This week the Minister for Children, Equality, Disability, Integration and Youth, Roderic O’Gorman published a white paper setting out the governments plan to abolish direct provision. The proposals include the full wind up of the current institutionalised for-profit system by 2024. It was originally designed to be a temporary measure and was established in 1999. Direct provision has long been criticised for its unfair and inhumane treatment of asylum seekers.

Its very existence has spurred a long-running social movement largely spearheaded by young people. So, what is included in the plan to replace direct provision? And what role did students play in getting us where we are today?

There are currently 34 direct provision centres in Ireland. They are predominantly run by private companies that are contracted by the government. In August of last year, it was reported that due to COVID-19, the cost to the state of the system would be up to €200m. In its 20-year history, the estimated cost ran up to €1.3 billion. With enormous amounts of taxpayer’s money being paid to private contractors, the system has been accused of failing its occupants with cramped and unliveable conditions.

Last year a state-appointed advisory group examined the system and concluded that it places applicants for unacceptably long periods in segregated, congregated accommodation with little privacy or scope for normal family life. Last year the Irish Human Rights and Equality Commission (IHREC) said in a statement that ‘it is the Commission’s strongly held view, shared by the United Nations Committee on the Elimination of Racial Discrimination that Ireland needs to take steps to phase out the direct provision system.’

Direct Provision centres in Athlone. Wikimedia Commons
Direct Provision centres in Athlone. Wikimedia Commons

The white paper published by the department is the first step in phasing out the system. The paper sets out two phases. Firstly, locations are to be selected for new State-run reception and integration centres made up of own-door accommodation before applicants are to be moved to their own accommodation through a mix of both urban renewal and community hosting schemes. Most of the accommodation is to be delivered by approved housing bodies. In phase two, all applicants are to be accommodation in own-door, self-contained houses, or apartments for families.

The white paper also includes further supports in the areas of education, healthcare and childcare. Importantly, it states the asylum applicants right to work after six months from the date of their application for international protection and a commitment to cut the processing times for applications also to six months. Phase one and phase two of the plan is expected to cost €281m and €391m respectively and is intended to cater for 3,500 applicants annually. Speaking about direct provision at the launch of the white paper, Minister O’Gorman said, ‘too often it has failed to meet & nurture the basic dignity of people coming to Ireland seeking protection,’ adding that it is ‘a person-centred approach to support people to integrate into local communities.’

Overall, the reaction to the publication has been positive with early support from opposition parties and human rights groups, however, there is an acknowledgment that swift and effective action is required to bring the ambitious plan to fruition. In a statement regarding the white paper, the UN Refugee Agency, the UNCHR said it is a ‘welcome, ambitious plan that has the potential to radically transform the integration outcomes of refugees in Ireland,’ adding that the plan could ‘integrates access to services into existing community settings that will promote positive links between refugees and their communities.’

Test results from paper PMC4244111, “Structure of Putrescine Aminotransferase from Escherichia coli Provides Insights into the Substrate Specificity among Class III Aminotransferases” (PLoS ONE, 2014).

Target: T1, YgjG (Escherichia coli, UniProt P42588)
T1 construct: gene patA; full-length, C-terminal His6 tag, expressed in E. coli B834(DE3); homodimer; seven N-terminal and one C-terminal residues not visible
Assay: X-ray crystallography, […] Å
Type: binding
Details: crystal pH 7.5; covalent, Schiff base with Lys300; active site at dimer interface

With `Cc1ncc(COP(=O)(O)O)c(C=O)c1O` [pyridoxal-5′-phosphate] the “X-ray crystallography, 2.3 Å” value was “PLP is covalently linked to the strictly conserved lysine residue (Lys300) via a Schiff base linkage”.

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The College Tribune spoke to UCD student and volunteer for the grassroots ‘Abolish Direct Provision Campaign,’ Christine O’Mahony. She said, ‘I welcome the white paper,’ but added that ‘I need to know how they plan to implement it all.’ Clearly, the mistrust remains after the supposed temporary system was allowed to continue for so long. Christine said, ‘Politicians make a lot of promises. It doesn’t mean they are going to implement them all.’

The white paper published this week follows years of campaigning from various groups across Irish society. Students and young people have been at the forefront of this movement. Christine O’Mahony said ‘(youth activists) have pressured the government and raised awareness of all the horrid things that have taken place in direct provision.’ The plan would unlikely have come about if the Green Party hadn’t fought for its inclusion in the programme for government. The abolishment of direct provision has long been a Green Party policy and has been largely spearheaded by young activists in the party who have helped the party achieve impressive electoral success in recent years.

The various students’ unions have been very vocal on the issue in the past, particularly in highlighting the barriers to education faced by those in the system. Also, UCD students have played their part. In 2018, a campaign was launched called ‘Aramark off UCD,’ after the company was one of those private firms profiting from running some direct provision centres. The company since left UCD citing commercial reasons.

For those campaigning to abolish the heavily criticised system, the publication of the white paper will come as a relief, with the early signs that the government is planning to act. Young people have been front and centre of this campaign and have demonstrated yet again their ability to spur positive social change in this country.

Conor Paterson – Features Editor